At 4:36 TEPCO finally officially alerted the Japanese government of the problem at Reactor 1.

Around 9 pm and working by flashlight, operators ingeniously powered up a few important instrument panels using the scavenged car batteries and were relieved to see that the water cooling the fuel rods in Reactor 1 seemed to holding up so far. Water levels were down, but the rods were not exposed.

Later, company analysis showed the instruments were incorrect. The water level had dropped so low the rods were completely exposed. Temperatures had topped 1300 °C (2372 °F) and the meltdown had already begun.

Around midnight, more instruments were brought online and showed that dangerous pressure inside the containment vessel had already exceeded its' maximum design and an explosion was a serious risk.

Teams struggled through the night and next day to vent the explosive pressure in the containment vessel and cool the rods. Power trucks finally arrived and prepared to restart pumps cooling the crippled reactor.

Fire hoses poured on fresh water until tanks were empty, then in desperation started using highly corrosive sea water. This was an tacit admission that saving the plant was no longer an option and now the focus was on preventing a massive nuclear disaster.

Unknown to operators, the meltdown was proceeding. Superheated fuel rods had begun to melt through the steel floor of the pressure vessel. Pressure built inside the reactor as residents within a 10 km area around the plant (6.2 miles) were evacuated.

Attempts to release the pressure from hydrogen gas inside the reactor continued but were not enough to prevent a catastrophic explosion almost exactly 24 hours after the tsunami hit the plant.

The explosion cut off power from the trucks and severed the fire hoses. The flow of cooling water ceased as radiation levels climbed and plant operators scrambled for safety.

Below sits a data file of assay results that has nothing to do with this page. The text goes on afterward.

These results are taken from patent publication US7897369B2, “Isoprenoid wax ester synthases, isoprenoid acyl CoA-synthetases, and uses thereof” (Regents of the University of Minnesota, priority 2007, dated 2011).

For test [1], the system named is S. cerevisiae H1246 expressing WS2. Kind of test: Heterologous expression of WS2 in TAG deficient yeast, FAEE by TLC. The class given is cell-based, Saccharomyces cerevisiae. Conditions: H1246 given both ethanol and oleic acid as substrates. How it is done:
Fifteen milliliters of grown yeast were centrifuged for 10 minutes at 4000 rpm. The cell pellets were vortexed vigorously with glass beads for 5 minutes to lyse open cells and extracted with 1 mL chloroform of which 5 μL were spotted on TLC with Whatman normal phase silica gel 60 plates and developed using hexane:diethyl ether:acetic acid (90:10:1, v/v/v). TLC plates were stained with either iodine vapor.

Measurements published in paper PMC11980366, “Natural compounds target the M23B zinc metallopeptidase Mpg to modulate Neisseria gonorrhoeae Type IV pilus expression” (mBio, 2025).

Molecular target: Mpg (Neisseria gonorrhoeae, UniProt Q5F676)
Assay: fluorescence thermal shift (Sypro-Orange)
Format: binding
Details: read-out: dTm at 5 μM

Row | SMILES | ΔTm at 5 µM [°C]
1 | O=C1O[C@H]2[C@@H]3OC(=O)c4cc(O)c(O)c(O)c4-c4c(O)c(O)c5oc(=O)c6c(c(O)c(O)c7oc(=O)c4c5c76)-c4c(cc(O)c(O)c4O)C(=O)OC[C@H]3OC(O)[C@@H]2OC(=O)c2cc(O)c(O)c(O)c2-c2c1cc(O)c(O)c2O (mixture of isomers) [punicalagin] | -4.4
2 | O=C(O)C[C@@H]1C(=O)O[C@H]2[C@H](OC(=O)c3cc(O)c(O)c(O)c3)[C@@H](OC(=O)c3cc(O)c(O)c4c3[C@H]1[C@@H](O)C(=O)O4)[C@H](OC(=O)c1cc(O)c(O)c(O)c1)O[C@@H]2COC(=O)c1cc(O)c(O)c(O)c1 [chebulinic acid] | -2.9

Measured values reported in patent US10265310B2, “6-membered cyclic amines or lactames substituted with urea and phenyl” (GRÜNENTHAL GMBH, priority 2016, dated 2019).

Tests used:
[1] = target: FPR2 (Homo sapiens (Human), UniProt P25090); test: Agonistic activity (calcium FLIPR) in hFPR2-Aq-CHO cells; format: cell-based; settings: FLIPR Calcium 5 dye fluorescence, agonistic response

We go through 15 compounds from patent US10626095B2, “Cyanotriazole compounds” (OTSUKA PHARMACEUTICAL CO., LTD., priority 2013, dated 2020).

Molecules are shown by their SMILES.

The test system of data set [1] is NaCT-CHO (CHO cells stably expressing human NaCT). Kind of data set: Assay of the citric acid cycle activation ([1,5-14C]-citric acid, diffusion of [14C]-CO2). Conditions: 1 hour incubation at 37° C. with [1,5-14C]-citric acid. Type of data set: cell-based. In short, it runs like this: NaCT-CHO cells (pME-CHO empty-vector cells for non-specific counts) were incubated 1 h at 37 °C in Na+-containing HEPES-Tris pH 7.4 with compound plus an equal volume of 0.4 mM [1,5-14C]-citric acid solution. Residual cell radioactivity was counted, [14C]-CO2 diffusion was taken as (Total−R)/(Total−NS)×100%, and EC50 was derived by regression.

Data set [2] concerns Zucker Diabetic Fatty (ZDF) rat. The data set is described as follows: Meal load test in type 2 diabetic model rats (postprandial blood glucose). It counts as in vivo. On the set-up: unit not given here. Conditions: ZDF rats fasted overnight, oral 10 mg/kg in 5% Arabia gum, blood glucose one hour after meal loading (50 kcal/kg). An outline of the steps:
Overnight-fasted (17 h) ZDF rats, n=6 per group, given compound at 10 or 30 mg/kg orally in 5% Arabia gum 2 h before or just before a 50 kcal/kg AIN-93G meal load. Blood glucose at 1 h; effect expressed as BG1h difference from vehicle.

The disaster continued to spiral out of control. The plant was now a radioactive hot spot and choked with debris from the tsunami and explosion of reactor 1. Workers struggled to cool Reactors 2 and 3, but without power or pumps, Reactor 3 exploded on March 14, followed by a possible explosion inside number two later that day. Later, another explosion tore the roof off building four.

As this slow-motion catastrophe unfolded, workers fought gallantly to contain it but efforts were continually hampered by the lack of power which caused pumps to fail and rendered safety controls useless. Japanese officials later admitted that three reactors suffered full meltdowns.

Certainly, lessons will be learned from this disaster. Nuclear Power Plant designers worldwide will be studying Fukishima for years to come and will develop better system designs and disaster plans.

But looking at how events unfolded, it was mainly a lack of planning in the common-sense, low tech processes which brought Fukishima to its' knees.

Article first published as What Went Wrong at Fukishima? 24 Hours to Meltdown on Technorati. 

Reactor 3 image:

Lessons background image: